The 2022 White House Conference on Hunger, Food and Health is around the corner, and I think it’s going to be an exciting opportunity to address food system problems of hunger, chronic disease and climate change. In 1969 a similar conference aimed to “put an end to hunger in America for all time.” President Nixon kicked it off with an amazing speech urging not only adequate diets for all, but also income support to afford healthy diets. That conference led to programs offering food stamps, aid to Women, Infants and Children, and free lunches in school. Thus, there are high hopes for what’s to come next week.
This year, Congress authorized $2.5 million for the event as part of the omnibus spending package. The White House appointed a Task Force and Strategy Group who planned and defined the scope of the conference, announcing “five pillars”: Improve food access; Integrate nutrition and health; Improve the food environment; Support physical activity; and Enhance research. These will identify actions that can be taken by many parts of society including the federal government; local, state, territory and Tribal governments; nonprofit and community groups; and private companies. I’m hoping it will lead to expanded food assistance programs, but I’m less optimistic about obesity and chronic disease, which would require confronting food industry marketing (and I don’t see this happening in an election year). Like many of my colleagues, I’m waiting to see what happens, but will continue to advocate for improved nutrition.
Paulette Goddard Professor of Nutrition and Food Studies;
GPH Professor Emeritus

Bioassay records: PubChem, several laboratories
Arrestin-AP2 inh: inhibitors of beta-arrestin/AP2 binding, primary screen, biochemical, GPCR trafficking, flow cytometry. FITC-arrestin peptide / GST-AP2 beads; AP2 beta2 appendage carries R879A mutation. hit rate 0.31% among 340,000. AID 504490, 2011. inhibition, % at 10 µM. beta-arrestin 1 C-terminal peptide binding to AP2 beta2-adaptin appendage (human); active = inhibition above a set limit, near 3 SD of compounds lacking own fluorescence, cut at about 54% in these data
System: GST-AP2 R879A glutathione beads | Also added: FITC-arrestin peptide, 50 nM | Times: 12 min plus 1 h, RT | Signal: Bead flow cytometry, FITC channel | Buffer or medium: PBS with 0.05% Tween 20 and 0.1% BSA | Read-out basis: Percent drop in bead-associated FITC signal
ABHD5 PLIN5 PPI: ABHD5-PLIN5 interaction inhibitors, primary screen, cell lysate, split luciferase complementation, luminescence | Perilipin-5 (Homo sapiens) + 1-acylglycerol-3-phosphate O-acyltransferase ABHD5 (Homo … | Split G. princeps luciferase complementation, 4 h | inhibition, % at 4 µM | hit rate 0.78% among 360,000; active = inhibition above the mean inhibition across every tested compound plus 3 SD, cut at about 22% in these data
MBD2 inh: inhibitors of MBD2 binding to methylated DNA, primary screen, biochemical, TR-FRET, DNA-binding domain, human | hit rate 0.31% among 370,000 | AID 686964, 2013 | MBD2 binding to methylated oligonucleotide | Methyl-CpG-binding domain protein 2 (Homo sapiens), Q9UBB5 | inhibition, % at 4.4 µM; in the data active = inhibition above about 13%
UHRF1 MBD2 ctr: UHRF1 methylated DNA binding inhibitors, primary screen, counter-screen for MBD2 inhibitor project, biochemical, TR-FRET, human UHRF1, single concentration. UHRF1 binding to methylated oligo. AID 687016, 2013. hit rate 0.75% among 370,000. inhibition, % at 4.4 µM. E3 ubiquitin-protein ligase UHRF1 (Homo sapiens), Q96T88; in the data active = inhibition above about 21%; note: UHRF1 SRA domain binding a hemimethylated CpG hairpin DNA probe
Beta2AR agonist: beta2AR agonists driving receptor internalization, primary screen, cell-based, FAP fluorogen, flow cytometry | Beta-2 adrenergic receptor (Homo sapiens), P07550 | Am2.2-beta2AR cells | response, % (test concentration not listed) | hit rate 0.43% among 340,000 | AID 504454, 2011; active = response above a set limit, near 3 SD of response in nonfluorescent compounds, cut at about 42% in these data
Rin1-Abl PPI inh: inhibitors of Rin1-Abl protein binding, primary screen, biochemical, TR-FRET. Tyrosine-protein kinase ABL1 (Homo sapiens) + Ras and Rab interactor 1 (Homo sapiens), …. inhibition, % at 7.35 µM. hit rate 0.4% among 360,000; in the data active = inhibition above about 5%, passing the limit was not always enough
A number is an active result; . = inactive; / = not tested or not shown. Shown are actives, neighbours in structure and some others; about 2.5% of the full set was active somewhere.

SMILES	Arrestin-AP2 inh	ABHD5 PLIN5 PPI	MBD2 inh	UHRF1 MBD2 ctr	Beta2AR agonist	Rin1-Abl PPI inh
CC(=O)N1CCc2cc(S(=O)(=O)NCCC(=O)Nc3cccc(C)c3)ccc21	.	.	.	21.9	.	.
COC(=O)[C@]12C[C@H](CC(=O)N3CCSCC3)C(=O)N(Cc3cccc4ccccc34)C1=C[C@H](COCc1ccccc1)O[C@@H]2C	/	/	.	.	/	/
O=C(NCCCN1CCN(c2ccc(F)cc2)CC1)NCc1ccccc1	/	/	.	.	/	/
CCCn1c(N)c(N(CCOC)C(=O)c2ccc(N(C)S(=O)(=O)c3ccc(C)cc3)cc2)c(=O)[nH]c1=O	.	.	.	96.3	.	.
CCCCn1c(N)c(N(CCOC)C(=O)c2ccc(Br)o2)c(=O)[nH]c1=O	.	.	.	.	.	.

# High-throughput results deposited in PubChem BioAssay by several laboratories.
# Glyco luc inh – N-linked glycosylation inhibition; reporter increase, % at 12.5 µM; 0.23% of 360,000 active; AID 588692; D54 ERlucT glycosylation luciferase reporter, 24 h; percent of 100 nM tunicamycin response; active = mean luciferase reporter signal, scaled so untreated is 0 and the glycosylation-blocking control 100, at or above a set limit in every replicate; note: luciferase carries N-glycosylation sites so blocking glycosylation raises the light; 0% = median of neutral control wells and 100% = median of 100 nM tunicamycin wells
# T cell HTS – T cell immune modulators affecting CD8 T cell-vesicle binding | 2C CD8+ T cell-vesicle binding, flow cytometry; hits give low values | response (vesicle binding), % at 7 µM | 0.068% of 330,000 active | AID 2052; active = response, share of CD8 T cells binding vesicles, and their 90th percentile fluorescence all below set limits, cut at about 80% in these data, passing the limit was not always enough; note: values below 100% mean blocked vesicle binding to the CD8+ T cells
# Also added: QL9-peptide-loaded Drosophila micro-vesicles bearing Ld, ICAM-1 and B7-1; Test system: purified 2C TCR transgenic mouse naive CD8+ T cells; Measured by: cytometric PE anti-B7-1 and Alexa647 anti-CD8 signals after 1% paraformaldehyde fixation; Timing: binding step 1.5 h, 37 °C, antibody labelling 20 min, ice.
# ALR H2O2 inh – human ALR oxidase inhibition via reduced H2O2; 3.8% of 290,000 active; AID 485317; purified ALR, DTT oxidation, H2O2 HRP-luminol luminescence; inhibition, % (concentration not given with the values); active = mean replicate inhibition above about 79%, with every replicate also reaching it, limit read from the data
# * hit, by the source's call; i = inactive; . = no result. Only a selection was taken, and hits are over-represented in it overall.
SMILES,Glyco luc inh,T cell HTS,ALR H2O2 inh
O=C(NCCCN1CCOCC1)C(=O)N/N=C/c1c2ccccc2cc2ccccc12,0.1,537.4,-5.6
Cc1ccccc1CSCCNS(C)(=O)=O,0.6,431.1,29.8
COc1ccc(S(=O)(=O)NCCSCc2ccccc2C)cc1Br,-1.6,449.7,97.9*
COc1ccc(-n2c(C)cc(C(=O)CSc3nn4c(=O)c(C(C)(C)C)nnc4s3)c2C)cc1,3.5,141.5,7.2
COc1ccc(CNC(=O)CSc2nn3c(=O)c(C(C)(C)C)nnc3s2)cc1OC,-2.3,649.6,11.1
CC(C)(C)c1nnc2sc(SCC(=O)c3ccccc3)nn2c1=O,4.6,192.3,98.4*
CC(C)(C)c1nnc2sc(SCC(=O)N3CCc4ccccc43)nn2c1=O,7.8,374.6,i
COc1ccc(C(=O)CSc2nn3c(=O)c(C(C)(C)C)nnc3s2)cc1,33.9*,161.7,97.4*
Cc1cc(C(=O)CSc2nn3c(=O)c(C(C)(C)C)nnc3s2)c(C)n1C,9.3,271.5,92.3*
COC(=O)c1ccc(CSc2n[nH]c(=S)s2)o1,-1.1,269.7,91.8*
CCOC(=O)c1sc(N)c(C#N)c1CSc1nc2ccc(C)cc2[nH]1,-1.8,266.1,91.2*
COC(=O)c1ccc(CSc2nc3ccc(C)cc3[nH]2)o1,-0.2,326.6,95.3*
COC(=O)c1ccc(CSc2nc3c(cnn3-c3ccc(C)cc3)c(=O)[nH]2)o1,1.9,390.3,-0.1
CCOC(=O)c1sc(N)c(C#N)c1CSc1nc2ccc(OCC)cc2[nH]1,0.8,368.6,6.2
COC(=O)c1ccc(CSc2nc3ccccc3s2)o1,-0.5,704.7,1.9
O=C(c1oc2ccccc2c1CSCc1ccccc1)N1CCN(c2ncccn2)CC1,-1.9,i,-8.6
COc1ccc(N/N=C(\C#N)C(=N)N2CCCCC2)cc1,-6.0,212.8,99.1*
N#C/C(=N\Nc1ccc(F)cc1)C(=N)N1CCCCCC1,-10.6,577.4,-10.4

Read more from Marion Nestle in her new book, Slow Cooked.
Marion Nestle reflects on her late-in-life career as a world-renowned food politics expert, public health advocate, and a founder of the field of food studies after facing decades of low expectations.
In this engrossing memoir, Marion Nestle reflects on how she achieved late-in-life success as a leading advocate for healthier and more sustainable diets. Slow Cooked recounts how she built an unparalleled career at a time when few women worked in the sciences, and how she came to recognize and reveal the enormous influence of the food industry on our dietary choices.
By the time Nestle obtained her doctorate in molecular biology, she had been married since the age of nineteen, dropped out of college, worked as a lab technician, divorced, and became a stay-at-home mom with two children. That's when she got started. Slow Cooked charts her astonishing rise from bench scientist to the pinnacles of academia, as she overcame the barriers and biases facing women of her generation and found her life's purpose after age fifty. Slow Cooked tells her personal story—one that is deeply relevant to everyone who eats, and anyone who thinks it's too late to follow a passion.